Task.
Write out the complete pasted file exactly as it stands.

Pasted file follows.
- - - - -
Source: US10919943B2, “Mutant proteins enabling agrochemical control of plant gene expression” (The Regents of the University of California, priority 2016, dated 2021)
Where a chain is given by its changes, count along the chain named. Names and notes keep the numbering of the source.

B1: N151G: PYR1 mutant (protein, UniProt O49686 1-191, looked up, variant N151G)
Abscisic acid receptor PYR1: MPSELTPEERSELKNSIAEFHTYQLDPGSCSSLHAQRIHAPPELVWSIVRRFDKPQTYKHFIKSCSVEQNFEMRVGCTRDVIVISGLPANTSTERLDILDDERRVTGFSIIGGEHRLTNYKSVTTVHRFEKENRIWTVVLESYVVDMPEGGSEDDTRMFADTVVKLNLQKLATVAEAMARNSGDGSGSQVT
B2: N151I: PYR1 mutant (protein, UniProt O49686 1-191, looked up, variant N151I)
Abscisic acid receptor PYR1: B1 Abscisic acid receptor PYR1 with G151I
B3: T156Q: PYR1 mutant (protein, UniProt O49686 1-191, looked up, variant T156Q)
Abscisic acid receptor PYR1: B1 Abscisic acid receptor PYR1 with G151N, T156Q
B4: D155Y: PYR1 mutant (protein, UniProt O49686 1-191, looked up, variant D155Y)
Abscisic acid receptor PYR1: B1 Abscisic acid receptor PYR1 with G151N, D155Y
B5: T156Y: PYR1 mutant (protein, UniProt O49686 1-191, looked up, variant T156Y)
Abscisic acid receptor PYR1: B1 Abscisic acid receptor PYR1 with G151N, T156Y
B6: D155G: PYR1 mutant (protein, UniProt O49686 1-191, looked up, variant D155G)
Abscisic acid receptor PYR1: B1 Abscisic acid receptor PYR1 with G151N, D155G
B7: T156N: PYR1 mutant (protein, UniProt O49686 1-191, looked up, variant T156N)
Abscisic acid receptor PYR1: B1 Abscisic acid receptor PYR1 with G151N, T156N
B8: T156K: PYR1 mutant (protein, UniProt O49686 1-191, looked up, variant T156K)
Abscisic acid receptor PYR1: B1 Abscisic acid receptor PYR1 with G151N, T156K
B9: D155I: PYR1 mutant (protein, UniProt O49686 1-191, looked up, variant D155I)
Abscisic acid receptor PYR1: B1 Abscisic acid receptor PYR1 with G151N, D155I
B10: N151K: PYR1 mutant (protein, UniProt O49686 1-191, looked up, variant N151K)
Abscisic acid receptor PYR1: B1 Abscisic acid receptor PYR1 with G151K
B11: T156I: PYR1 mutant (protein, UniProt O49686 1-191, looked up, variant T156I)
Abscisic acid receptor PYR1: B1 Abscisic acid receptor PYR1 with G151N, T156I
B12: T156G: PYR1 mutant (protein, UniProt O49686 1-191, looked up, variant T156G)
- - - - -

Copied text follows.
Source: US10919943B2, “Mutant proteins enabling agrochemical control of plant gene expression” (The Regents of the University of California, priority 2016, dated 2021)
Where a chain is given by its changes, count along the chain named. Names and notes keep the numbering of the source.

B1: N151G: PYR1 mutant (protein, UniProt O49686 1-191, looked up, variant N151G)
Abscisic acid receptor PYR1: MPSELTPEERSELKNSIAEFHTYQLDPGSCSSLHAQRIHAPPELVWSIVRRFDKPQTYKHFIKSCSVEQNFEMRVGCTRDVIVISGLPANTSTERLDILDDERRVTGFSIIGGEHRLTNYKSVTTVHRFEKENRIWTVVLESYVVDMPEGGSEDDTRMFADTVVKLNLQKLATVAEAMARNSGDGSGSQVT
B2: N151I: PYR1 mutant (protein, UniProt O49686 1-191, looked up, variant N151I)
Abscisic acid receptor PYR1: B1 Abscisic acid receptor PYR1 with G151I
B3: T156Q: PYR1 mutant (protein, UniProt O49686 1-191, looked up, variant T156Q)
Abscisic acid receptor PYR1: B1 Abscisic acid receptor PYR1 with G151N, T156Q
B4: D155Y: PYR1 mutant (protein, UniProt O49686 1-191, looked up, variant D155Y)
Abscisic acid receptor PYR1: B1 Abscisic acid receptor PYR1 with G151N, D155Y
B5: T156Y: PYR1 mutant (protein, UniProt O49686 1-191, looked up, variant T156Y)
Abscisic acid receptor PYR1: B1 Abscisic acid receptor PYR1 with G151N, T156Y
B6: D155G: PYR1 mutant (protein, UniProt O49686 1-191, looked up, variant D155G)
Abscisic acid receptor PYR1: B1 Abscisic acid receptor PYR1 with G151N, D155G
B7: T156N: PYR1 mutant (protein, UniProt O49686 1-191, looked up, variant T156N)
Abscisic acid receptor PYR1: B1 Abscisic acid receptor PYR1 with G151N, T156N
B8: T156K: PYR1 mutant (protein, UniProt O49686 1-191, looked up, variant T156K)
Abscisic acid receptor PYR1: B1 Abscisic acid receptor PYR1 with G151N, T156K
B9: D155I: PYR1 mutant (protein, UniProt O49686 1-191, looked up, variant D155I)
Abscisic acid receptor PYR1: B1 Abscisic acid receptor PYR1 with G151N, D155I
B10: N151K: PYR1 mutant (protein, UniProt O49686 1-191, looked up, variant N151K)
Abscisic acid receptor PYR1: B1 Abscisic acid receptor PYR1 with G151K
B11: T156I: PYR1 mutant (protein, UniProt O49686 1-191, looked up, variant T156I)
Abscisic acid receptor PYR1: B1 Abscisic acid receptor PYR1 with G151N, T156I
B12: T156G: PYR1 mutant (protein, UniProt O49686 1-191, looked up, variant T156G)